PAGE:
[A□→C] is true iff either there is no A-world or some [A & C] world is more similar to the actual world than any [A&∼C] world
It is convenient to represent Lewis's truth conditions in this way, with direct reference to similarity, although in his original presentation the ordering relation is explicated in terms of a system of spheres of worlds (for any possible world, all other possible worlds can be placed on spheres centered on that world, the sizes of the spheres representing how close those worlds are to that world. All worlds on a given sphere are equally close to the centered world, and inner spheres are closer to the centered world than outer spheres).
Lewis (1973) and Stalnaker (1968) agree that if the antecedent of a counterfactual is impossible than the counterfactual is trivially true. For Lewis, this is because there is no such A-world; for Stalnaker, function f selects the impossible world in which every statement is true. (It is not however clear that all impossible counterfactuals are alike in respect of truth. There is, intuitively, a difference between "If Picasso had been a sonnet, he would have had fourteen lines" and "If Picasso had been sonnet, he would have had compound eyes," and Daniel Nolan  and others argue that impossible worlds, like possible worlds, can be ranked with respect to comparative similarity to the actual world.) Lewis and Stalnaker also agree that inference patterns like contraposition, hypothetical syllogism, and strengthening the antecedent ((I1) to (I3) earlier) are invalid for counterfactuals. However, they disagree about the conditional excluded middle: [[A□→C] ∨ [A□→∼C] for all A and C. Stalnaker accepts it because according to his account there will always be one closest possible world, whereas Lewis accepts ties among closest possible worlds and so the principle is not universally true.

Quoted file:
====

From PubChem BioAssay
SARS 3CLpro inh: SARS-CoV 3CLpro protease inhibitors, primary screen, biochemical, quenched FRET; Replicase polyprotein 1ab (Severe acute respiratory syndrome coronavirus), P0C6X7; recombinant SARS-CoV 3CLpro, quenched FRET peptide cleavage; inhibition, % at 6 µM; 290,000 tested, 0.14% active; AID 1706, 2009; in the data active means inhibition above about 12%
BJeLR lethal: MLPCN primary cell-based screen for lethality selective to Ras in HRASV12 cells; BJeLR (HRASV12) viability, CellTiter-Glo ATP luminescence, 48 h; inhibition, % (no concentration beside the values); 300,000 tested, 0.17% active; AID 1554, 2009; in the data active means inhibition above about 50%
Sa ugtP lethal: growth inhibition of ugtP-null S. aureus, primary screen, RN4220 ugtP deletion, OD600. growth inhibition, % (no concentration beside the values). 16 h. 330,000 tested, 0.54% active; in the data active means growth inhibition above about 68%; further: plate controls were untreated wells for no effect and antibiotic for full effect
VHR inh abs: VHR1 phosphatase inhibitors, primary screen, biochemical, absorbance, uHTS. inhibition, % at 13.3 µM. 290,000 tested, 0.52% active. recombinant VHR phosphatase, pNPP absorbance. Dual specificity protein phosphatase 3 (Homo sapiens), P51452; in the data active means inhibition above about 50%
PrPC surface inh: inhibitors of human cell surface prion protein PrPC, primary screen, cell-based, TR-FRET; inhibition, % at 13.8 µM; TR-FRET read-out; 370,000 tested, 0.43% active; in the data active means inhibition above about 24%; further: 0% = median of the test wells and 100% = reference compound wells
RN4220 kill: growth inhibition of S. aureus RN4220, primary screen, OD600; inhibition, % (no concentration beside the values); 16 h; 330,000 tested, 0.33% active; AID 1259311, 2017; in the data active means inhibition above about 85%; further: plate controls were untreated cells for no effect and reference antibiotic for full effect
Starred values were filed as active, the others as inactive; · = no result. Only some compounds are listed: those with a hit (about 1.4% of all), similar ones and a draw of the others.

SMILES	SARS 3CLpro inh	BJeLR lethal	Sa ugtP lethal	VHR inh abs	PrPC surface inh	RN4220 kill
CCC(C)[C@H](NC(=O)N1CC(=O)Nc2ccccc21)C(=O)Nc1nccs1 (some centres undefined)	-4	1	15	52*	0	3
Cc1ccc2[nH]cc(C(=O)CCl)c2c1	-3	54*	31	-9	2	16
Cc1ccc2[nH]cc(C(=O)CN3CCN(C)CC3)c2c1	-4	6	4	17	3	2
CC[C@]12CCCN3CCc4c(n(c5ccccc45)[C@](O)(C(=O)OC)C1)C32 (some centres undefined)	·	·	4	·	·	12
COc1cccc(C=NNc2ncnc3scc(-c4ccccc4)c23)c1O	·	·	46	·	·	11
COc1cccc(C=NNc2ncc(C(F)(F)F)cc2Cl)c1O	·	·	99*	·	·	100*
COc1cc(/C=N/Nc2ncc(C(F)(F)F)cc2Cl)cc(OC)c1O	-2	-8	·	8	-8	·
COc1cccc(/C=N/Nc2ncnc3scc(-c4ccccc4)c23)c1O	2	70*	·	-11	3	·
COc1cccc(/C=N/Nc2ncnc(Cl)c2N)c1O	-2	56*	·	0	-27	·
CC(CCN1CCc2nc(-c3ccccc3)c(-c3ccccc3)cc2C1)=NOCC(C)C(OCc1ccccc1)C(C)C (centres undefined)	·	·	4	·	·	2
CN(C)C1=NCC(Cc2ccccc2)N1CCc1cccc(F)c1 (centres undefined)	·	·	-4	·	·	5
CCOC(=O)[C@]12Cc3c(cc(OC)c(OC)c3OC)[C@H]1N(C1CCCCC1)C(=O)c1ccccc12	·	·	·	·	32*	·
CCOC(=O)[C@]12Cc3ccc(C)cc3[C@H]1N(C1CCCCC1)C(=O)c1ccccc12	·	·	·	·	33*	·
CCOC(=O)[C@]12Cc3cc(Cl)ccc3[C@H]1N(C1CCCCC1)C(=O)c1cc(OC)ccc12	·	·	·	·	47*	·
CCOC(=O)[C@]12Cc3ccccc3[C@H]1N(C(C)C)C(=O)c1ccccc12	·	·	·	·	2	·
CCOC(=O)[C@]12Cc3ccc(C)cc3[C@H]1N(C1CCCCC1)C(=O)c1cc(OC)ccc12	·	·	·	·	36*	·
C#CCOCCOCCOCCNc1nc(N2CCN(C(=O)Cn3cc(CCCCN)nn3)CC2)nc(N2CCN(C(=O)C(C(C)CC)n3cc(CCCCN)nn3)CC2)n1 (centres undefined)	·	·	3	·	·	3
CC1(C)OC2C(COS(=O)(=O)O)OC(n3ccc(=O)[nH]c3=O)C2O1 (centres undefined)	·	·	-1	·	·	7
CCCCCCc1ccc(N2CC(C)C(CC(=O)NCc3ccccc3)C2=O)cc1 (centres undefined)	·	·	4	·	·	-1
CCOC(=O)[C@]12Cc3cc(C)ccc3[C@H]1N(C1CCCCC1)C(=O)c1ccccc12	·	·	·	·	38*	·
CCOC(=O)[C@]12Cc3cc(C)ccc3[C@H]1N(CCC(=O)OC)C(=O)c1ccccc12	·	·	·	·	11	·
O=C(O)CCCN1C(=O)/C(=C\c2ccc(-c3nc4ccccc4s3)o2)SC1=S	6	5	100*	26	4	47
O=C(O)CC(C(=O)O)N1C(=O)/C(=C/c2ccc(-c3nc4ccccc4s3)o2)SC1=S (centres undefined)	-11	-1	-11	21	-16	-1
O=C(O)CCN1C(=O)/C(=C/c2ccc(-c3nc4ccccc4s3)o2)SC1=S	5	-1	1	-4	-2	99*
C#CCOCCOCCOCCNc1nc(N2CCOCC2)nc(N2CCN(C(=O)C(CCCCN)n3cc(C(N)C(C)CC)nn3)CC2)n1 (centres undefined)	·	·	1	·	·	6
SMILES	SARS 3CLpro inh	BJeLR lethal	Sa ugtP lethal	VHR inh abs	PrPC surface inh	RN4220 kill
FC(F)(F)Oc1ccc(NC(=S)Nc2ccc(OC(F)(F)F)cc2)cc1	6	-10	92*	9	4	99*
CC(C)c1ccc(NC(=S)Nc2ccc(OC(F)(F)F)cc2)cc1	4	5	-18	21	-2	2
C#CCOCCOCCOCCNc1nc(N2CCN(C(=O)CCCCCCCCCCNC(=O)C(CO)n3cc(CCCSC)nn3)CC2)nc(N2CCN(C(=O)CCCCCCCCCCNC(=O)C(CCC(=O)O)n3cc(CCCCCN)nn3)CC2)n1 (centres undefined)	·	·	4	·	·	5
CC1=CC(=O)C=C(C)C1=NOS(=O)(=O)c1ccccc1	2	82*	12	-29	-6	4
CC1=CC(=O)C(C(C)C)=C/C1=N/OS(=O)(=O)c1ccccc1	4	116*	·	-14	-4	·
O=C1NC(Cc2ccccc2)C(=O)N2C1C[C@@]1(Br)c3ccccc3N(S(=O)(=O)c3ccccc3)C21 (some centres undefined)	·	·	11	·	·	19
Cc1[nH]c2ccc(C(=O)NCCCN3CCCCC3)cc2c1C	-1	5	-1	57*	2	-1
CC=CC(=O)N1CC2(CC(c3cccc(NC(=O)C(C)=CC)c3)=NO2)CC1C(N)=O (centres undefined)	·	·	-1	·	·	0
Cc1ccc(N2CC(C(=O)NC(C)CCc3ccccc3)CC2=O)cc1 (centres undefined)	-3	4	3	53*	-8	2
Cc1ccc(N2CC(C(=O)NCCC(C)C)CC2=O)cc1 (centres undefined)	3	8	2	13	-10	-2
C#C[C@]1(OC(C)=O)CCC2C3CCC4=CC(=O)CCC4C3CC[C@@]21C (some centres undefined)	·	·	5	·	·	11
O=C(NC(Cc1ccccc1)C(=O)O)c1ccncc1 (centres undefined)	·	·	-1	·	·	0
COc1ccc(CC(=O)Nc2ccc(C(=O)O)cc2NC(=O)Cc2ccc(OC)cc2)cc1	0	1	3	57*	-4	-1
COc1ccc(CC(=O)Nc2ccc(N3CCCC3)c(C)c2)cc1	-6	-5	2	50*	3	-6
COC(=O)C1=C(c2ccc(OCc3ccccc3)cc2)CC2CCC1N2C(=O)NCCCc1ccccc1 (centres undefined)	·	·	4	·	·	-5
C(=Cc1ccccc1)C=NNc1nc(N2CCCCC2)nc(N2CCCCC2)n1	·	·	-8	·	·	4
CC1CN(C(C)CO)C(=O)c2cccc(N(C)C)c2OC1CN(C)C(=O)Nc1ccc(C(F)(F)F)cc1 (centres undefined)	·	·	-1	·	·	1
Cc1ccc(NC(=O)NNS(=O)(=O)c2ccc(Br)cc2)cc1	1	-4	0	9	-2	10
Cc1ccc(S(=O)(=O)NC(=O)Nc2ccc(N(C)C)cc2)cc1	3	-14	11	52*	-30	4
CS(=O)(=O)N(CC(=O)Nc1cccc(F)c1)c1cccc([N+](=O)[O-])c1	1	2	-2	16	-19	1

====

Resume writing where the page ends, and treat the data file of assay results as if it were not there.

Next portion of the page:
Stalnaker and Lewis also agree in analyzing the "closeness" relation in terms of similarity between worlds. However, what makes one world more similar to the actual world than another world? Kit Fine (1975) and Bennett (1974) object that Lewis's (1973) theory does not provide the correct truth conditions if closeness of worlds is understood in terms of our everyday intuitive notion of similarity. Intuitively, the counterfactual
If Nixon had pushed the button, there would have been a nuclear holocaust
seems true, and yet it is false by the lights of one commonsense notion of similarity, according to which a world in which a nuclear holocaust does not occur although Nixon presses the button is much more similar to our unholocausted world than a world where a nuclear holocaust does occur.
Lewis responds to this objection in "Counterfactual Dependence and Time's Arrow" (1979), claiming that a possible-worlds theory of counterfactuals does not need to appeal to any everyday notion of overall similarity. It is rather up to the theorist to work out a way of weighing factors relevant to overall similarity that will deliver the right truth-values for counterfactuals. Lewis offers the follows systems of weights:
[i] It is of the first importance to avoid big, widespread, diverse violations of law
[ii] It is of the second importance to maximize the spatiotemporal region throughout which perfect match of particular fact prevails
[iii] It is of the third importance to avoid even small, localized, simple violations of law